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Eye On Israel/Palestine

 
 
georgeob1
 
  1  
Reply Tue 23 Mar, 2004 03:48 pm
So then just what IS realistic? I see no more merit in a Jewish theocracy than I do in a Moslem one.

The problem in the Mid East is that the "loonies" on both sides have effectively held their governments hostage, and prevented any steps offering the promise of joint economic and political development in the land called Palestine.

The Clinton/Barac peace plan made about as much sense as the South African Nationallst Party's Apartheit plans with isolated enclaves ("Bantustands") for the Black population - Like the Clinton/Barac Plan each cantonment would be completely surrounded by the territory of the master state which would retain control over air and water rights, as well as defense.

My opinion (and it is just an opinion) is that there is no two state solution possible without continued murder and warfare. A single state solution might have been possible in 1967, but it also seems unlikely today. Which of the presently available alternatives is worse? A tough call.

The history of Northern Ireland over the last three hundred years offers us a fairly good model for the future of this one. (On this one British policy , at least for the last 20 years, has been temperate and wise.) The key point here is that the hatreds, the injustice (all around) and the killings can go on for centuries. They will end only when both sides are exhausted and more desirous of an end to the conflict then they were to the sectarian dreams that fed it. That could take a long time.

Steve,

You are correct about "a war on" when the Balfour Declaration was issued. However, essentially the same situation also prevailed with respect to the Cold War and many (not all) of our basic decisions with respect to Israel. It is an interesting and little publicized point that Britain and France were the primcipal providers of weapons and aircraft to the fledgling Israeli state. U.S. equipment did not begin to dominate there until after 1967. My main point, however, is that Europeans are at best dead wrong and at worst profoundly hypocritical when they blame the U.S. for this mess.
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Steve 41oo
 
  1  
Reply Tue 23 Mar, 2004 06:39 pm
George

I'm not quite as generous as you are regarding British policy in N Ireland. 20 years ago we had Margaret Thatcher allowing IRA prisoners to starve to death (one of them an elected member of parliament) by refusing them 'political status'...something which had been granted but then withdrawn. Loyalist hit squads were directed by Army and SAS personnel, killing ?? innocent and not so innocent Republicans. They killed 3 in Gibraltar when they could have been arrested. What changed was a recognition that neither side could win, and moreover the fight became meaningless, as European integration developed. Oh and a very large bomb in the financial district of London. Suddenly with the prospect of city traders uprooting to Frankfurt or Paris, John Major decided it was time to sit down and talk seriously. That was only 10 years ago. Then the new Labour govt came in and fairly quickly sealed it with the Belfast agreement 1998. The political structures are still very shaky, but the war is over. How this was done can provide valuable lessons for other conflicts, not least the middle east.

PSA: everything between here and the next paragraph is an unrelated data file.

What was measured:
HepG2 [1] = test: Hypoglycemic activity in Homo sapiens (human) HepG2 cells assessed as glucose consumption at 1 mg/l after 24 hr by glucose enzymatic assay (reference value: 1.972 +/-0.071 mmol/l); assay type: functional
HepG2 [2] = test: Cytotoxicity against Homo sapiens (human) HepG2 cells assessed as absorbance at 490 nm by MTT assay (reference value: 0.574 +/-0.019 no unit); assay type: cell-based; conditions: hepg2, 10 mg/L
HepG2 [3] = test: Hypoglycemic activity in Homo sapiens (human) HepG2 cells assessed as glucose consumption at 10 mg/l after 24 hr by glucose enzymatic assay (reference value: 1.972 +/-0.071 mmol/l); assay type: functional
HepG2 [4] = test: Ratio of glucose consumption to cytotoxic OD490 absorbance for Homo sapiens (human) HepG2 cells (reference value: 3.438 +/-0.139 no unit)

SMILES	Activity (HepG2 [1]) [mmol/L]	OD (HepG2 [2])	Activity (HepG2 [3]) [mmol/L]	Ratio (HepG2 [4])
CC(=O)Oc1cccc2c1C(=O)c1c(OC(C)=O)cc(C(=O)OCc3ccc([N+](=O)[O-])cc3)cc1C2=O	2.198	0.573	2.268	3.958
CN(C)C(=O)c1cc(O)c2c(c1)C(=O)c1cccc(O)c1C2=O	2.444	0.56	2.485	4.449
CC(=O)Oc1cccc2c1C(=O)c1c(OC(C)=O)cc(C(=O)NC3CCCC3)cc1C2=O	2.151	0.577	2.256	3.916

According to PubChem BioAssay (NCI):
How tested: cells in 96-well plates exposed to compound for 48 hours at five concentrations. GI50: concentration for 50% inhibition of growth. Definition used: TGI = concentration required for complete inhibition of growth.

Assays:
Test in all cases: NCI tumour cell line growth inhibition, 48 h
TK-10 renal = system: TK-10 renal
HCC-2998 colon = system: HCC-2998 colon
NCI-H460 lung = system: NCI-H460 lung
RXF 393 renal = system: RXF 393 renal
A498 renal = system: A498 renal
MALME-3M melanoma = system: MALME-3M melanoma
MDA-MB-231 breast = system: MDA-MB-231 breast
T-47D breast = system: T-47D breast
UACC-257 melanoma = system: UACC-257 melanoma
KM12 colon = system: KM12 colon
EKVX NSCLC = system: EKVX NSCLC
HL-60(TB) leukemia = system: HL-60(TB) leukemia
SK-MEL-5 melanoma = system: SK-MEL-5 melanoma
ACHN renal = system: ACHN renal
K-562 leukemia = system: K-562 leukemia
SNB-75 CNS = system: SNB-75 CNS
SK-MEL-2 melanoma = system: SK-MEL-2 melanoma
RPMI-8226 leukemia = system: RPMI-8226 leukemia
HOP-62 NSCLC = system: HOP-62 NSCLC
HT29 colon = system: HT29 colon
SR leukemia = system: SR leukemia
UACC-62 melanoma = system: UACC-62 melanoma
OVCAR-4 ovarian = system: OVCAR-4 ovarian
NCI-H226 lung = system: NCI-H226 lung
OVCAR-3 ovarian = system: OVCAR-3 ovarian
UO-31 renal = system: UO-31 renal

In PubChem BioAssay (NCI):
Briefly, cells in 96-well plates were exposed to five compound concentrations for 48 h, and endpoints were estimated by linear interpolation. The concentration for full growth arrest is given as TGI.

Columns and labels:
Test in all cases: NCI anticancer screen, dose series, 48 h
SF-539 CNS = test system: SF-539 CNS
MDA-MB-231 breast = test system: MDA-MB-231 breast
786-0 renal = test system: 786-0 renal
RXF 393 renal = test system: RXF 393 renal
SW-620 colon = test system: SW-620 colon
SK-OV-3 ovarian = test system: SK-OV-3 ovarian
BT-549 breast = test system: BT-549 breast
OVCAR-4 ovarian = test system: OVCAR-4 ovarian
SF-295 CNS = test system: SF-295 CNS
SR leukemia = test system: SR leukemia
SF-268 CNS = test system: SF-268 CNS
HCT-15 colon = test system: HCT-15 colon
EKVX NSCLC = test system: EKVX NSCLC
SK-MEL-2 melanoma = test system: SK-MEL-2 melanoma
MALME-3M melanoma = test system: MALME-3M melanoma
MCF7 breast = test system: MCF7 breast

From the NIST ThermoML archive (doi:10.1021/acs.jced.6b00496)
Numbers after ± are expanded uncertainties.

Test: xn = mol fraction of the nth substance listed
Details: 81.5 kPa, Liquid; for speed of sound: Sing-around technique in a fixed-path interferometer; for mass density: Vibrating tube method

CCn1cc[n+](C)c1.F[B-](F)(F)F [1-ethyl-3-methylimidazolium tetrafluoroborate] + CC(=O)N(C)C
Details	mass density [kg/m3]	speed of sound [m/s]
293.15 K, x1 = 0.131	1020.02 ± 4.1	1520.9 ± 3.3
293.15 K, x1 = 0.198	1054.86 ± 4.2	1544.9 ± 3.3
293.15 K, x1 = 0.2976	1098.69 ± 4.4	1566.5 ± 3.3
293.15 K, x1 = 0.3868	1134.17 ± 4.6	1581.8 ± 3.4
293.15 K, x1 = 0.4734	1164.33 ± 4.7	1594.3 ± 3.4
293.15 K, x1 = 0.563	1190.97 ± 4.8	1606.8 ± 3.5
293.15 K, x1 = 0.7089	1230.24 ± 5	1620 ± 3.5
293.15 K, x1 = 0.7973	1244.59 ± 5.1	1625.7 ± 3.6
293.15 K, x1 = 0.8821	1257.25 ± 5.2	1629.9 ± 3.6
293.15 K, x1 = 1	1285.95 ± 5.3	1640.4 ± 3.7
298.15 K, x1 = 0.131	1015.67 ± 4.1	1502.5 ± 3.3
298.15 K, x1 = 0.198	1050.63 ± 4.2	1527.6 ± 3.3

Rick, I think you misunderstand. I wasn't proposing a gradual swallowing up of Israel by Palestine. I propose to set a date NOW for the end of the Israeli state, handover of power to the UN and then the launch of a new bi-national Jewish/Arab state, with equal rights for all and guaranteed by the world community. As you probably know the small indigenous Jewish communities in the Arab world lived relatively peaceably with their neighbours for many years. It was the Zionist programme for a specifically Jewish state on Arab land that caused all the trouble. And for that I blame Britain for making duplicitous promises, and America for its myopic support of Israel.
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georgeob1
 
  1  
Reply Tue 23 Mar, 2004 06:59 pm
Interesting points Steve. I do believe there is an important internal difference in the case of Northern Ireland. That is that both sides there have become disenchanted with their own radical elements. Ian Paisley is more a joke now than a real leader. The worst of the Loyalist and "Real IRA" murderers are increasingly seen for what they are by their own communities. I dson't think that comparable attitudes exist among enough of the population in the Mid East - on eather side of the dispute..
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InfraBlue
 
  1  
Reply Tue 23 Mar, 2004 07:15 pm
The real solution to the Israel/Palestine Conflict is not
offering the Palestinians even less land than had been proposed
by U.N. Resolution 181. It is the abandonment of a
religiously/ethnically bigoted, exclusivist state, and replacing
it with one completly integrating the Semitic brethren, both Arab
and Jew in Palestine.

A division of Israel into two states within a pan-Semitic
Palestine, one the state of Israel, the other the state of
Palestine with a central governing body open to and serving all
inhabitants thereof. Full citizenship would be given to the
subjugated people in the Occupied Territories, with certain legal
guarantees for all inhabitants, and a full unbiased
enfranchisment of the people therein.

Jews would have full Palestinian citizenship and rights, and
Palestinians would have full Israeli citizenship and rights.
Israel and Palestine would be states in a federation, and
Israelis and Palestinians would both be able to run for the prime
ministry of that federation. That federation should be based on
secular laws not religious--a path Israel has largely taken
already. There would be religious freedom, but no state
sponsored religions. The citizens would be allowed to worship
when and where they pleased as long as it doesn't infringe on
others' rights thereof.

In regard to the settlements and the right of return, integration
is the only workable solution.

Frankly,
I don't see an end to the terrorism and violence even if the
"road map" were to succeed. There will always be extremists on
both sides eager to shed blood. The best that can be done is to
reduce the violence through an integrated effort.
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InfraBlue
 
  1